The 3,500 people who took part in the Joseph Rowntree Foundation's online consultation left no doubt that the concept of ‘social evil’ is one that resonates in modern Britain. It aimed to reach out and get as many diverse views as possible. The richness of the responses, as well as their volume, was impressive. Although, unsurprisingly, this was unlikely to be a representative sample of the British people, it was clear that the vast majority of those who took part in the online exercise had embraced the opportunity to consider the nature of contemporary society with care as well as enthusiasm.
The consultation exercise tapped into issues about which people cared deeply. Participants not only fulfilled the request made for them to prioritise three contemporary social evils each, but also expressed strong views about their causes, their consequences and (more rarely) their potential remedies. The end result was, itself, a web: framed by intertwined and overlapping issues, but also characterised by irreconcilable, conflicting views on a number of key issues.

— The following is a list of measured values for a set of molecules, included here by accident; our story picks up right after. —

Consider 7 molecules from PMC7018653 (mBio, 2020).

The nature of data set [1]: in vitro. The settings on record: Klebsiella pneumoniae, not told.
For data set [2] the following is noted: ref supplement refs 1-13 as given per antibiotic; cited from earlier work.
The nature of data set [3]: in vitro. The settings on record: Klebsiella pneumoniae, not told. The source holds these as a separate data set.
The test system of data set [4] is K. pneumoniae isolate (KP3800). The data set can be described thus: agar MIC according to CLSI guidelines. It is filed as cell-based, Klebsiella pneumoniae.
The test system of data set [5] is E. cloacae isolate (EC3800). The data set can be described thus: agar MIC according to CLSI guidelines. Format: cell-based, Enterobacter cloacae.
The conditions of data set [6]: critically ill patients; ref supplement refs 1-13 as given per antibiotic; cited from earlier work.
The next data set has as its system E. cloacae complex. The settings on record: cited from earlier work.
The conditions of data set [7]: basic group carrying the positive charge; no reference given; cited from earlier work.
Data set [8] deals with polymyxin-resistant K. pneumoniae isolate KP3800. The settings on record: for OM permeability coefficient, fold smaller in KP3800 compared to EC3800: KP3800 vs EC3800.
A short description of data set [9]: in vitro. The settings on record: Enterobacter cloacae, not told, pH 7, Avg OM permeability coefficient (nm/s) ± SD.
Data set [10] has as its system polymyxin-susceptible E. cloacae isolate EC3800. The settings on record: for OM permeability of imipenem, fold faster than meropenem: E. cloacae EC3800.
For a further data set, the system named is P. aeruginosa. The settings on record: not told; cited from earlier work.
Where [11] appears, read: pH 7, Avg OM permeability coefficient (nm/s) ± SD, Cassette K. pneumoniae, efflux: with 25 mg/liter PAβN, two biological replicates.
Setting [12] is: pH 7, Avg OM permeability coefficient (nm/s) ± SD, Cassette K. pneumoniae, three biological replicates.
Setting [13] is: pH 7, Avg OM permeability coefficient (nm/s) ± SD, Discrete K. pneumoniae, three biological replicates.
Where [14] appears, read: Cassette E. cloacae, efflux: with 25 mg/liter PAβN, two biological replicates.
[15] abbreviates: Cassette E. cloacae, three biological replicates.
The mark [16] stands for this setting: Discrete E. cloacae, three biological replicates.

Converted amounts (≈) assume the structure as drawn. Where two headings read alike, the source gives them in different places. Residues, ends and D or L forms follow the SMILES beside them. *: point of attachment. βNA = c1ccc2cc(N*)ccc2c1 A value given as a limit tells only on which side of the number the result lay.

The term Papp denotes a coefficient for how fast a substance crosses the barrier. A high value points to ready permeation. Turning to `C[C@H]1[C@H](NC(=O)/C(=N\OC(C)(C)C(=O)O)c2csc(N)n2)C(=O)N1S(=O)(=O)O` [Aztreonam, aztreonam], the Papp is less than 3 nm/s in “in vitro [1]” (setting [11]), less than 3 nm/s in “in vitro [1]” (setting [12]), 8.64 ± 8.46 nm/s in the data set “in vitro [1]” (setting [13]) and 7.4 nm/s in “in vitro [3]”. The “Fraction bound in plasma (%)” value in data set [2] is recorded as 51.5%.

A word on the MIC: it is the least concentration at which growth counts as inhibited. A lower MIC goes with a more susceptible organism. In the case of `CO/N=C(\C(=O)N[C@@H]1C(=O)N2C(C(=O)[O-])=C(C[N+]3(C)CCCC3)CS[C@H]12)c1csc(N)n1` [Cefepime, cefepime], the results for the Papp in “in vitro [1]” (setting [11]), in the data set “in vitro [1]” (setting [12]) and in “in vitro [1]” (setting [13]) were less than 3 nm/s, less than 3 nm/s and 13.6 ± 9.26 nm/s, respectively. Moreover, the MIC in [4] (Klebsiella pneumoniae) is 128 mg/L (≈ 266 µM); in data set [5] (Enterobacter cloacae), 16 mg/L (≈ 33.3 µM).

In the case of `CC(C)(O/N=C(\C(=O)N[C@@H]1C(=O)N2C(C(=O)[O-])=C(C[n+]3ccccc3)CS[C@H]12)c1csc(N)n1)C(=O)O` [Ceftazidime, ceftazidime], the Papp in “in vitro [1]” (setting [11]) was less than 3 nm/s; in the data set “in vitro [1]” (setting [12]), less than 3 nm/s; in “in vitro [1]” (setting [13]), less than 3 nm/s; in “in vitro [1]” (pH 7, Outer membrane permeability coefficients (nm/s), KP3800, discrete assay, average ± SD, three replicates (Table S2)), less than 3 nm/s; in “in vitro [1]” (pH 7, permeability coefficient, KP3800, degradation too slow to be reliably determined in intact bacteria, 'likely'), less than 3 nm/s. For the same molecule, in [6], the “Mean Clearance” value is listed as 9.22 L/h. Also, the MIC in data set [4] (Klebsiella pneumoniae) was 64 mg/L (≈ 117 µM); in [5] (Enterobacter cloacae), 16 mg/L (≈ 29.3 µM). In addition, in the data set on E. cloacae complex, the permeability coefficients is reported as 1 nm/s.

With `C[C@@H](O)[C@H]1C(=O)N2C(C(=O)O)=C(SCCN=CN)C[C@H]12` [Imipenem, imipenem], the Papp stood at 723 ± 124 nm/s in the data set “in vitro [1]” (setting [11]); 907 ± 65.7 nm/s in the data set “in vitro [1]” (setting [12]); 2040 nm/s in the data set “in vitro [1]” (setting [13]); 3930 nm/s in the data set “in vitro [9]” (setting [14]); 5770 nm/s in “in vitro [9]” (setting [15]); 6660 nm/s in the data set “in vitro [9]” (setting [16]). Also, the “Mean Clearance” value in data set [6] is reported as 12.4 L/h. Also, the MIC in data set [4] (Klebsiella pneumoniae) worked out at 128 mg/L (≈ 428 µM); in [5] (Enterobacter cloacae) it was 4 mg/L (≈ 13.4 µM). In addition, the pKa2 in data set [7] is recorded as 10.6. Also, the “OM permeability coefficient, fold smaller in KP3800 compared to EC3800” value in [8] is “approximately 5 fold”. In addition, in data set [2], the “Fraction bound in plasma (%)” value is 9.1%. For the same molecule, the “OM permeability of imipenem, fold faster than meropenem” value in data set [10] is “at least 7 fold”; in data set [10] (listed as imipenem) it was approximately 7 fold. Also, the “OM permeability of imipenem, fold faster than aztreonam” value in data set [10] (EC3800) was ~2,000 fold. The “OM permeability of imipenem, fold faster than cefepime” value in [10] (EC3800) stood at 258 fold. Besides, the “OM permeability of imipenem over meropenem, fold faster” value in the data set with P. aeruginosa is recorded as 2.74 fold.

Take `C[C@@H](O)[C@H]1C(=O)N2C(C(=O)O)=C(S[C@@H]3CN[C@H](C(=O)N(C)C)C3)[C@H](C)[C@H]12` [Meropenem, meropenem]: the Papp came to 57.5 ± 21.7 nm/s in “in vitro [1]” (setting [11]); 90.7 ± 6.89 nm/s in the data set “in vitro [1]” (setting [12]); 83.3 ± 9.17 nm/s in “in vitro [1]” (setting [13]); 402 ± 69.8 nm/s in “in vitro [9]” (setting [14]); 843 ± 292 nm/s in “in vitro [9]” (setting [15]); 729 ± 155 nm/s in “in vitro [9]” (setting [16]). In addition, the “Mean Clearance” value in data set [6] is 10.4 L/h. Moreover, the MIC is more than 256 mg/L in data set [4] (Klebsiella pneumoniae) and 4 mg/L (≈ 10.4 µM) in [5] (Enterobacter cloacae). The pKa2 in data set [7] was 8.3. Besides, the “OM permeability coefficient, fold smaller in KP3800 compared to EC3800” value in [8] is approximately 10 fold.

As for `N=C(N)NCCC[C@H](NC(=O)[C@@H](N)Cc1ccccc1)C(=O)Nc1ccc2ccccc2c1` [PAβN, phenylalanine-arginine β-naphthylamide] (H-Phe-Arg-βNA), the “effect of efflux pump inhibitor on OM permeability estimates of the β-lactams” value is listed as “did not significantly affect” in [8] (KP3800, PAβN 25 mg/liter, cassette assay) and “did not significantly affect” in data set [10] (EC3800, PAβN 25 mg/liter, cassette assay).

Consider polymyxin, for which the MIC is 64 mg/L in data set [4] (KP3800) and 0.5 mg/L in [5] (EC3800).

There was never any expectation that a simple list of social evils would emerge; nor did it. The term ‘social evil’ was, occasionally, a source of controversy, with fears raised by some respondents that it would prompt and encourage crude, ‘black and white’ responses to complex social issues. Others, not unreasonably, felt uncomfortable concentrating on problems without acknowledging some positive aspects of contemporary living. There could, nevertheless, be no question about the depth of concern expressed, around a series of recurring themes. Cumulatively, these were seen to reflect an overriding sense of unease at the trends currently shaping society. They also revealed deep feelings of frustration and individual powerlessness to alter their direction.
A number of themes stood out in the analysis of responses:
• individualism, declining community and greed;
• misuse of drugs and alcohol;
• declining values;
• social virtues;
• family breakdown and poor parenting;
• inequality and poverty;
• apathy, failed institutions and a democratic deficit.
Individualism, declining community and greed
Many respondents revealed a deep loathing of what one described as the “me, me, me society”. It was suggested that people today “see themselves only as individuals and not as part of a wider society” and that this individualism has been a root cause of many other social problems.